Whale Watching and Hearing the Humpback Song

I circled the day on my (mental) calendar well before I arrived in Puerto Vallarta. Whale Watching was one of the main reasons I made sure I visited the coastal town in February, the peak of the season (Dec 15-March 23rd). I wanted to see, wanted to watch, and wanted to experience an encounter with, a Humpback Whale from the water.

Taking an Vallarta Adventure

When the day arrived, I checked in at  Valarta Adventures counter in the Marine Terminal just after 8am. I was no stranger to the tour provider as I took the Sea Safari the prior year.  But this time the adventure would not end with lunch at the remote Pizotita Beach. No this time the inflatable speed boats would keep me at sea.

A slight drizzle began right before boarding at 8:30 and the sky and sea appeared as just shades of gray on the horizon. Then the initial and insignificant rain started become irritable as our boat speed increased.  I searched my bag and reached for my sunglasses. All week they blocked the sun, today it was the rain. Although getting wet, the weather did not deter the tour or my excitement.

Humpback Whales in Bay of Banderas

Everybody perked up when we spotted our first whale. The boat slowed and our guide started to explain the humpback whale; the 5,000 mile migration, the mating rituals, the birth of calves, and their sheer size. She discussed their actions too; the fin slapping, the dive, the whale tail, the breach and gave us facts on the insane amounts of calories exhausted by the marine mammal with just one dive.

We watched five or six different whales and stopped at different locations in the bay. At times whales seemed to surround us and our guide would yell, “11 o’clock, 4 o’oclock, 6 o’clock.” Unfortunately, we didn’t see a breach or any “small” calves, but what we did see impressed me. I watched these creatures in their world.

Here are a few photographs I captured from the tour.

swimming along the surface

rolling in the water with a fin up

Listening to the Humpback Whales

getting the microphone ready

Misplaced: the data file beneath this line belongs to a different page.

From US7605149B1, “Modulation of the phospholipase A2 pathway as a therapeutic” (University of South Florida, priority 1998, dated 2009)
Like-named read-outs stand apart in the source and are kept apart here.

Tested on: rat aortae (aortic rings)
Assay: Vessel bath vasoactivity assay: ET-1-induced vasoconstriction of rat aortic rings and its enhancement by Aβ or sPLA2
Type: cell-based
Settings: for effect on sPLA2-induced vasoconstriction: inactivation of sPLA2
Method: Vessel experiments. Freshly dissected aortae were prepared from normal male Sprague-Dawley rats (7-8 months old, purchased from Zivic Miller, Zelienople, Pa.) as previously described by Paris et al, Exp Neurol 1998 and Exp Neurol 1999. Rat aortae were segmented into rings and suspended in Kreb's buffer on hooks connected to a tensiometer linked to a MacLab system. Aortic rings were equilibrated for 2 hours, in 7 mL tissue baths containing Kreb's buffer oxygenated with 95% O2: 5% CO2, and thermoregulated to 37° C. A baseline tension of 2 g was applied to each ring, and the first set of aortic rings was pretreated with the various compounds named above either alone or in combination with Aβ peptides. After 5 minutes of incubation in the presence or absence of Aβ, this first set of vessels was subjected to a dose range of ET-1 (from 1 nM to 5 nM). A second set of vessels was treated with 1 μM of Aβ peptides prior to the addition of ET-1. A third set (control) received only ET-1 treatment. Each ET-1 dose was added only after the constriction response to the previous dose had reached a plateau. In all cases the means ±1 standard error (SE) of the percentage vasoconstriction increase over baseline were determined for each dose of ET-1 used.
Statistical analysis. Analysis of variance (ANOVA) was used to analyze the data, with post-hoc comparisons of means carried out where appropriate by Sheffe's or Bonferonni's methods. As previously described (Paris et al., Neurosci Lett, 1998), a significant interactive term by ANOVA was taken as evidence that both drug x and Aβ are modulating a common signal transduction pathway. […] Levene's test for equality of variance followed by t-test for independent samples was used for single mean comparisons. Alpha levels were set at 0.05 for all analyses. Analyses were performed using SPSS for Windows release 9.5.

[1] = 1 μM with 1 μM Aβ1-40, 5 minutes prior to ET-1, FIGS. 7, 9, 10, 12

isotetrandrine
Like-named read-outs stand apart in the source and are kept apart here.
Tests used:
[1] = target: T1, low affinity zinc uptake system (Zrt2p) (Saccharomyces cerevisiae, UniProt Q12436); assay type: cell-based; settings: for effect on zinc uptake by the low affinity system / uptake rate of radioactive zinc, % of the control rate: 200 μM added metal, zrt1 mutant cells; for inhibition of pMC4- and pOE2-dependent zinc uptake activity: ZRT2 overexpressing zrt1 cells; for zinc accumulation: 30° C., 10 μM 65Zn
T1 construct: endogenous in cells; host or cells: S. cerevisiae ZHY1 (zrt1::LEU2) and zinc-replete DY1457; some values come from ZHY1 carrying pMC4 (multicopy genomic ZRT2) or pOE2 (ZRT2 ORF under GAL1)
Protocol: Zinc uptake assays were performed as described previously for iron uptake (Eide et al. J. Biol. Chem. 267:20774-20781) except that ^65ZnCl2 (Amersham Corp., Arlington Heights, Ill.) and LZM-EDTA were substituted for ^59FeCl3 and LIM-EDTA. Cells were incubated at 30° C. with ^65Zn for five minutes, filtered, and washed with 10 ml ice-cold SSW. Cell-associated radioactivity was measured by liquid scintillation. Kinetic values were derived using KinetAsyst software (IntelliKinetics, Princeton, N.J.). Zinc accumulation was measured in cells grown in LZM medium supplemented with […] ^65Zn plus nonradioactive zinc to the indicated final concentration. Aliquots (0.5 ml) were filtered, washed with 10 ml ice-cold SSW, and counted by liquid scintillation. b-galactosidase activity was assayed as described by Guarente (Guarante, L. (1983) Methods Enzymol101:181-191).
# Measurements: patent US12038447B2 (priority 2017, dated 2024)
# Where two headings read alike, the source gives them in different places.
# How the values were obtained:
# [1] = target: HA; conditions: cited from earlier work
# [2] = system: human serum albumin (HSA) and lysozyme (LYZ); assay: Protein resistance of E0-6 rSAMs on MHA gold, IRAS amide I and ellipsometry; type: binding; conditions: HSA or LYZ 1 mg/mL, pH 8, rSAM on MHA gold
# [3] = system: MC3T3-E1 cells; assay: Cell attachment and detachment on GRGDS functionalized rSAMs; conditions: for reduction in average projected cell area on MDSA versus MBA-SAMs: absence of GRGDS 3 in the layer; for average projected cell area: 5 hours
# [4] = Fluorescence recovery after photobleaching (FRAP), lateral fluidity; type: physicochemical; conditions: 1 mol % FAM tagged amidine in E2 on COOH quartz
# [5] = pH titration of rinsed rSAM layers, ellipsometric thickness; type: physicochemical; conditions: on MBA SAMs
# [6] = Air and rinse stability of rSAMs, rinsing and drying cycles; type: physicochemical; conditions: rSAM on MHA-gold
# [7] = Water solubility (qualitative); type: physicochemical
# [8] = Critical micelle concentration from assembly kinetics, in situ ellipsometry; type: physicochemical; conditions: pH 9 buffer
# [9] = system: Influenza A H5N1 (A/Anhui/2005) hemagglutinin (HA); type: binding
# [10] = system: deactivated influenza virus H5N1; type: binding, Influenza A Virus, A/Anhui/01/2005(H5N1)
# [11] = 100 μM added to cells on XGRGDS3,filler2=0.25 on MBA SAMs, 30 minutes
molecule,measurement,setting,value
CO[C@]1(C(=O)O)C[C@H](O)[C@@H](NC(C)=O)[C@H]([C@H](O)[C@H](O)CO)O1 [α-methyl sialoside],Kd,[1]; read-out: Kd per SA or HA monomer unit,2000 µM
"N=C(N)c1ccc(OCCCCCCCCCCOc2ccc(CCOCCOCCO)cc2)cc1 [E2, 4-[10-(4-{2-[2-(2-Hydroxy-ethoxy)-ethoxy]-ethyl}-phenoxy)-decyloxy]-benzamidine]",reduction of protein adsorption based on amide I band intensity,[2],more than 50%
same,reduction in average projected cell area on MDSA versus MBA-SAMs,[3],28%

Every tour is different. Sometimes you get lucky, other times luckier. I watched these magnificent beasts swim close up. I had no complaints. Sure, my photos might not win any awards, but I was satisfied. Very satisfied.

Then we stopped and received our snack and I noticed our guide handling a yellow box. She released a cord into the water. She wanted to listen to the Humpback “songs.”

I let a minute pass maybe longer and just listened. The whales we just watched were singing, talking, communicating. Eventually I grabbed my iPhone and took a few seconds to attempt to capture the sounds.  Incredible.

Then she explained with a smile how each year the song changed slightly, but how every whale always knew the “words.” She even mentioned how some frequencies our human ears can’t hear and how scientists still debate (translation: are attempting to learn) the meaning and purpose of the music.

After another sighting our morning tour eventually ended and we returned to the dock. Almost four hours later I stepped foot back on my turf, the earth and left their world, the sea. I learned some, witnessed much and left even more enamored with whales than before. Of course I’ll be back, I still have the award winning photo to capture, but also I just want to once again be in their magical presence.

Tip: Prepare for weather. Rain or shine the tour still goes. I packed my sunglasses and sun tan lotion, but thankfully I also packed a long sleeve shirt to break the wind and protect me from the initial rain.

stay adventurous, Craig

I’d like to thank Vallarta Adventures for hosting me on the Whale Watching tour, and I also put up a photo in their Facebook iPad giveaway contest. Vote for an image here; many of the images shared by passengers will impress you, take a peak. Finally, this post is also part of the 2012 Mexican March Madness.

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